Trees along rivers help retain carbon in an ecosystem by adding organic debris and slowing down water.

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"Although humans have usurped the power that trees once wielded over major rivers, woody debris still plays a key role in the structure of headwater creeks and streams. Just as important, trees and their litter supply much--sometimes all--of the organic matter that supports the food chain in these waters, from insects to salmon and trout. Without fallen trees and log or beaver dams to slow the current, this litter of leaves, needles, twigs, cones, branches, and bark would be of little food value. Microorganisms from fungi to insects would not have time to decompose the material were it not allowed to accumulate behind obstacles...How long the debris dams that support this food web endure depends in part on the types of trees that line the stream. Hardwood logs will rot in just a few years. Conifers, because they contain more lignins (complex polymers that make wood rigid) and other hard-to-decompose compounds, may last a century and provide great stability for the stream community." (Baskin 1997: 97-98)

Also, this abstract from Bilby and Likens: "Removal of all organic debris dams from a 175-m stretch of second-order stream at the Hubbard Brook Experimental Forest in New Hampshire led to a dramatic increase in the export of organic carbon from this ecosystem. Output of dissolved organic carbon (<0.50 μm) increased 18%. Fine particulate organic carbon (0.50 μm-1 mm) export increased 632% and coarse particulate organic matter (>1 mm) export increased 138%. Measurement of the standing stock of coarse particulate organic matter on streambeds of the Hubbard Brook Valley revealed that organic debris dams were very important in accumulating this material. In first-order streams, debris dams contain nearly 75% of the standing stock of organic matter. The proportion of organic matter held by dams drops to 58% in second-order streams and to 20% in third-order streams. Organic debris dams, therefore, are extremely important components of the small stream ecosystem. They retain organic matter within the system, thereby allowing it to be processed into finer size fractions in headwater tributaries rather than transported downstream in a coarse particulate form." (Bilby and Likens 1980: 1107)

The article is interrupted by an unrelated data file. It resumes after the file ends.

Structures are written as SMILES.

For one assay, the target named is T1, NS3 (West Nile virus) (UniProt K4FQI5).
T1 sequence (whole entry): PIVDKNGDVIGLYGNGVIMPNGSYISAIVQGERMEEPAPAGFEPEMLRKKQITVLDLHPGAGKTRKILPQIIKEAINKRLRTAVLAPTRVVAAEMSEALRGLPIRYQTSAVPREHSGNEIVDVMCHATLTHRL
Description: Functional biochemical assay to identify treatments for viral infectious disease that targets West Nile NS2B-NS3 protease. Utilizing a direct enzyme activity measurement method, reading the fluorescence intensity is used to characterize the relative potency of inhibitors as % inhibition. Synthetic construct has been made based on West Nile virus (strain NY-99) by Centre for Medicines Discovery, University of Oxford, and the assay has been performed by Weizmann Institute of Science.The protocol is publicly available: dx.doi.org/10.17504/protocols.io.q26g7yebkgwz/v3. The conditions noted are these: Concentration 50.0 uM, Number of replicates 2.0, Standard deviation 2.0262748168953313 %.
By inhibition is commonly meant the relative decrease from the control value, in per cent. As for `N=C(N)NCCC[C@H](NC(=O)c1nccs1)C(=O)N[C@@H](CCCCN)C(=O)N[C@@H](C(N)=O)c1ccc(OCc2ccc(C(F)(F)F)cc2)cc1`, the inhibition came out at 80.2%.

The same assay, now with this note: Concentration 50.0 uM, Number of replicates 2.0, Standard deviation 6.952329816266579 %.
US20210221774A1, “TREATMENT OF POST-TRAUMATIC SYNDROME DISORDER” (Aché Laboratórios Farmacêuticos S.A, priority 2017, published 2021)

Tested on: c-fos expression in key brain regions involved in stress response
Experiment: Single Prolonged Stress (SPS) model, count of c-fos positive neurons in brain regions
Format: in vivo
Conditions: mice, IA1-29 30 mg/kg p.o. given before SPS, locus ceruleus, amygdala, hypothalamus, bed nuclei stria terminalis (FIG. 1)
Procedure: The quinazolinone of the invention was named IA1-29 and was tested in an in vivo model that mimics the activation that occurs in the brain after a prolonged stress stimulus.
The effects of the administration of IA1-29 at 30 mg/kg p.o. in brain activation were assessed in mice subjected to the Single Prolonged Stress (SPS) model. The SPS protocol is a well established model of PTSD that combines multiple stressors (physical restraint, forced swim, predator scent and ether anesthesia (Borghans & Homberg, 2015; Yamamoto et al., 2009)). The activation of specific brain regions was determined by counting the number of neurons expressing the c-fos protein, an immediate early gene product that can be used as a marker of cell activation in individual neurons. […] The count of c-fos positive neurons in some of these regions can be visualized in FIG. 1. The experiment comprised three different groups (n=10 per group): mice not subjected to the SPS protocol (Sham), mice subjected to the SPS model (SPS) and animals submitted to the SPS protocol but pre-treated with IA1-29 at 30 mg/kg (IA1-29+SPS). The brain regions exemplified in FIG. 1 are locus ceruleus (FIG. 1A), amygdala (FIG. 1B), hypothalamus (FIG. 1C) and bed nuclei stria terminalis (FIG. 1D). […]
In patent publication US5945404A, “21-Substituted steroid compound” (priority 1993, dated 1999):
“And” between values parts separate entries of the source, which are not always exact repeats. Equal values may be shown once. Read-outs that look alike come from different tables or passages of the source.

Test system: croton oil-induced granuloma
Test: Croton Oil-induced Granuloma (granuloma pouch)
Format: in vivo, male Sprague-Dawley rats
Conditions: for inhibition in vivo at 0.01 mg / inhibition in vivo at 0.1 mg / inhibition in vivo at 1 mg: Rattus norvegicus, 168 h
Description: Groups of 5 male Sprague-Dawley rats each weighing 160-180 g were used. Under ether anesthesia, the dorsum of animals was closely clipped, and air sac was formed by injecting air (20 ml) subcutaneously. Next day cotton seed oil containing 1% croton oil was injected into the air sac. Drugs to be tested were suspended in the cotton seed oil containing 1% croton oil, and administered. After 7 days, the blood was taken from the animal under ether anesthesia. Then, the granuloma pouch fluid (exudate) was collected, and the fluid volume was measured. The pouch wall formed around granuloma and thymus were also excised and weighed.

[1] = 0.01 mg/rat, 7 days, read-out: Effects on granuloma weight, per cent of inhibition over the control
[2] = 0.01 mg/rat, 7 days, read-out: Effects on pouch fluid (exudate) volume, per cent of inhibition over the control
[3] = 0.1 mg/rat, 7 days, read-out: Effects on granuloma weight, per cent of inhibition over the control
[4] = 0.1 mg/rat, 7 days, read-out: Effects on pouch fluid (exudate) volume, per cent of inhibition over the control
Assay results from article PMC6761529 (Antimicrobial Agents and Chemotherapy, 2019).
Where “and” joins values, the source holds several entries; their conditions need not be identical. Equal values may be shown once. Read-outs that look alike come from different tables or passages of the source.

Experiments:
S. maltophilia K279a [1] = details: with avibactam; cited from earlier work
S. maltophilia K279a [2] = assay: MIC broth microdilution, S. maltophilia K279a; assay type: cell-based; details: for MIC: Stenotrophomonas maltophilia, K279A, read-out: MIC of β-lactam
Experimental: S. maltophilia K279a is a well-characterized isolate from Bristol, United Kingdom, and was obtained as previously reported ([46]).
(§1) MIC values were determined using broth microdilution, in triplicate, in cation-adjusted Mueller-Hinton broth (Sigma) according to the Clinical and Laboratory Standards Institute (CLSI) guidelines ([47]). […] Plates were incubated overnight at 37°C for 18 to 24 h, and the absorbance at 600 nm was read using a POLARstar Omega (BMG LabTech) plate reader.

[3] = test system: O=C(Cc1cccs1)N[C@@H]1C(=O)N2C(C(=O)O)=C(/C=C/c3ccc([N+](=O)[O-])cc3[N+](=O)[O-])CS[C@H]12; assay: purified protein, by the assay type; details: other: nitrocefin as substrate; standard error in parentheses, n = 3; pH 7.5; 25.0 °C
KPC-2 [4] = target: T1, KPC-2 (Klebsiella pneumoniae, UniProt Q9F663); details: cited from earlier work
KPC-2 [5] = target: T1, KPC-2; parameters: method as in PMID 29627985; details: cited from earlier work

Book
Work of Nature: How the Diversity of Life Sustains UsJanuary 1, 1997
Yvonne Baskin

Journal article
Importance of Organic Debris Dams in the Structure and Function of Stream EcosystemsEcologyMay 9, 2006
Robert E. Bilby, Gene E. Likens

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